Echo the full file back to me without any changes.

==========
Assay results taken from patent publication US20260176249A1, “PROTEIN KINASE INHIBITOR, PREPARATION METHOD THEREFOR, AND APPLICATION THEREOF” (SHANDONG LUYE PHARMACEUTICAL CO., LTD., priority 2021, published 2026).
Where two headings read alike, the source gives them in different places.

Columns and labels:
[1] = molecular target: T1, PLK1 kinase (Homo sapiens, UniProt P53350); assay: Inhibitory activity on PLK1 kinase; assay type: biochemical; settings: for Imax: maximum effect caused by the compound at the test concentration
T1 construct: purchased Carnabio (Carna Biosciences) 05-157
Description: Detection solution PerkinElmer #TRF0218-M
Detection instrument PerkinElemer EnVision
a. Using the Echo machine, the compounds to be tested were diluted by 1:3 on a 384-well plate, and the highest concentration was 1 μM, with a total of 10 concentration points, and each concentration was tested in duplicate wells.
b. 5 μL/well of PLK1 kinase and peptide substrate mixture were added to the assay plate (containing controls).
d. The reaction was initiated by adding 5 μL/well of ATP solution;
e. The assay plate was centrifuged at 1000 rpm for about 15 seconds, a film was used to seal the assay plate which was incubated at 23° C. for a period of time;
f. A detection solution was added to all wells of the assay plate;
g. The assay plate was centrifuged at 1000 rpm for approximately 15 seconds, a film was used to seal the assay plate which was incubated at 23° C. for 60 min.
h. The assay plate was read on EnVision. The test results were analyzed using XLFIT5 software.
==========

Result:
Assay results taken from patent publication US20260176249A1, “PROTEIN KINASE INHIBITOR, PREPARATION METHOD THEREFOR, AND APPLICATION THEREOF” (SHANDONG LUYE PHARMACEUTICAL CO., LTD., priority 2021, published 2026).
Where two headings read alike, the source gives them in different places.

Columns and labels:
[1] = molecular target: T1, PLK1 kinase (Homo sapiens, UniProt P53350); assay: Inhibitory activity on PLK1 kinase; assay type: biochemical; settings: for Imax: maximum effect caused by the compound at the test concentration
T1 construct: purchased Carnabio (Carna Biosciences) 05-157
Description: Detection solution PerkinElmer #TRF0218-M
Detection instrument PerkinElemer EnVision
a. Using the Echo machine, the compounds to be tested were diluted by 1:3 on a 384-well plate, and the highest concentration was 1 μM, with a total of 10 concentration points, and each concentration was tested in duplicate wells.
b. 5 μL/well of PLK1 kinase and peptide substrate mixture were added to the assay plate (containing controls).
d. The reaction was initiated by adding 5 μL/well of ATP solution;
e. The assay plate was centrifuged at 1000 rpm for about 15 seconds, a film was used to seal the assay plate which was incubated at 23° C. for a period of time;
f. A detection solution was added to all wells of the assay plate;
g. The assay plate was centrifuged at 1000 rpm for approximately 15 seconds, a film was used to seal the assay plate which was incubated at 23° C. for 60 min.
h. The assay plate was read on EnVision. The test results were analyzed using XLFIT5 software.